“Often companies don’t necessarily want to mislead customers, more often it’s that companies are very enthusiastic about their products but didn’t necessarily think about the whole life cycle. I think that’s the majority of cases,” Ms Schinabeck said.
A common form of greenwashing is when companies focus on a narrow aspect of sustainability within their product, which they advertise to attract sustainable-minded consumers.
An example might be focussing on the high recycled content of a product, but which actually emits toxic materials and is harmful for consumers.
As well as overly narrow claims, claims that are too general are also tell tale signs of greenwashing. Terms such as green, sustainable, and eco-friendly can be vague and difficult to prove in the context a product.
“The word sustainable is itself so broad that you can’t really prove what it is. Any claim needs to be provable,” Ms Schinabeck said.
Another example could be if a company uses the word, biodegradable, without specifying how their products can actually biodegrade and under which conditions.
Last year the ACCC was unsuccessful in a case it launched against Woolworths in relation to the supermarket giant’s “W Select eco” picnic products.
Woolworths had labelled disposable plates, bowls and cutlery as “biodegradable and compostable” which the ACCC alleged to be “false and misleading.”
“The product itself was biodegradable, it just took a longer time to do that,” Baker McKenzie’s Georgina Foster explained.
Even though the products were made largely from naturally occurring fibres, the ACCC alleged Woolworths could not substantiate the suggestion that the products would biodegrade within a reasonable amount of time.
A federal court ruled that Woolworths had not misled consumers and that the claims it made referred only to the products themselves and not to the “future matters” of the products breaking down.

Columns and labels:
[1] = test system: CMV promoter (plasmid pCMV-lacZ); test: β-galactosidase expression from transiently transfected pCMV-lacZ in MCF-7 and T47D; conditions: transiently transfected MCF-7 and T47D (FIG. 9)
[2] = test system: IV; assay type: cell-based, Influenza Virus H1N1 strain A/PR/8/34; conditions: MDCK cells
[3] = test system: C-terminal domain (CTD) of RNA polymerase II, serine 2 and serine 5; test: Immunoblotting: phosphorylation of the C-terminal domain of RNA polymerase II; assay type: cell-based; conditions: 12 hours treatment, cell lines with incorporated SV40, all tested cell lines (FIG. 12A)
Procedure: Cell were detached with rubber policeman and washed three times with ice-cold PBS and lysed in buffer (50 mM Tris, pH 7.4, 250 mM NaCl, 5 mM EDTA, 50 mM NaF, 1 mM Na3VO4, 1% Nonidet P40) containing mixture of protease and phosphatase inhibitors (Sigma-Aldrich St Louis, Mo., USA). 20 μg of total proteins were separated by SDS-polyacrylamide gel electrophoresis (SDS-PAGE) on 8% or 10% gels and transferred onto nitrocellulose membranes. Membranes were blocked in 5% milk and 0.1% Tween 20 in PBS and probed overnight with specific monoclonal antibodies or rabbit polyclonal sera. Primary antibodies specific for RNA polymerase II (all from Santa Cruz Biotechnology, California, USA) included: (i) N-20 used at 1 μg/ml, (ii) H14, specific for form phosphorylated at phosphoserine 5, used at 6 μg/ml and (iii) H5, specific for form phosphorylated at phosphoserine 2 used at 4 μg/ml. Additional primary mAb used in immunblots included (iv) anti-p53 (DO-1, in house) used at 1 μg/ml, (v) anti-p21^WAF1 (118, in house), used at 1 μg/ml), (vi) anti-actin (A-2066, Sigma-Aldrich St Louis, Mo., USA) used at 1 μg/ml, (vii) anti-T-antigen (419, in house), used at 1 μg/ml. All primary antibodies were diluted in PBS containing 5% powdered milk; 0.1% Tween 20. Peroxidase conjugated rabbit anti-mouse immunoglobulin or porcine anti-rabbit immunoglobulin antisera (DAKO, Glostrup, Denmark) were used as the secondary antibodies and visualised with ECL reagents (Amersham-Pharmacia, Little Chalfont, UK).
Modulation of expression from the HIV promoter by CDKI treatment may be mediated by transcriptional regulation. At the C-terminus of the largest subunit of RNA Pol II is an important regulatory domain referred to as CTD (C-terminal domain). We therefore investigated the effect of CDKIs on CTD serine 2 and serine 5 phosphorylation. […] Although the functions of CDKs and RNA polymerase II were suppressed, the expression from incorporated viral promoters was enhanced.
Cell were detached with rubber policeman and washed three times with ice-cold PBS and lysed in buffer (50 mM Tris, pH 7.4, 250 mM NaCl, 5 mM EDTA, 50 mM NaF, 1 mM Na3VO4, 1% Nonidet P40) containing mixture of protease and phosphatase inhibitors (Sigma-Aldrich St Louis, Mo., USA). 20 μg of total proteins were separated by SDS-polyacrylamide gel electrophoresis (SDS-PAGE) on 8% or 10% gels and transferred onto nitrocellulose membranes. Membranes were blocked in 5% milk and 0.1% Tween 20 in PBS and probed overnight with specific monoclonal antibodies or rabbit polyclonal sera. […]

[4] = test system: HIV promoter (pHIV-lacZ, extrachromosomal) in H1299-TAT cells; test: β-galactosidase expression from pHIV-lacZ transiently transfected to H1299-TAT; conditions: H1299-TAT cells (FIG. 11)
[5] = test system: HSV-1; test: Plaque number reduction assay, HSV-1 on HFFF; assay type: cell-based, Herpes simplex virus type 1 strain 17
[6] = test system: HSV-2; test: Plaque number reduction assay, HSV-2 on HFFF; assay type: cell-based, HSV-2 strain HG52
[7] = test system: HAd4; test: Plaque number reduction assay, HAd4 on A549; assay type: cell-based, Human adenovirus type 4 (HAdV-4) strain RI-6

Contracts and ratings in buildings
Greenwashing can also relate not just to specific products, but to promises made by companies relating to their practices or results.
If a builder or construction company doesn’t deliver a building to the sustainability ratings they initially said would be achieved, this sort of greenwashing could also be covered under current Australian laws.
Ms Foster said that for instance if a company promised a 6-Star rated building and the building it delivered has a 5-Star rating it could be a contractual issue and warrant a breach of contract claim.
“In terms of it actually being misleading that would be a representation as to a future matter and so…the consumer law actually says that if you’re going to make a representation as to a future matter then you must have reasonable grounds for making that representation,” Foster said.
“And so the fact that the representation doesn’t come true, doesn’t mean that representation was misleading.”
Check your labels
With so much grey area in what companies can and cannot say the best way to tackle greenwashing remains for consumers to be as aware as possible of what they are buying.
Luckily, independent verifiers can be a great way to determine which product is greener, with rating systems like Green Star and GECA promising to take a comprehensive look at their subjects across all relevant categories.
“It’s important to have third-party verified labels, which take into account the entire life-cycle [of a product], then it is definitely not misleading for the consumer,” GECA’s Ms Schinabeck said.
“We are aware that consumers have to make quick decisions and that there are many different labels on products out there.”
“Ours is an easy label to understand on the product, in our case with the tick. And consumers can trust that this product has been verified and checked by us and by our assurance providers.”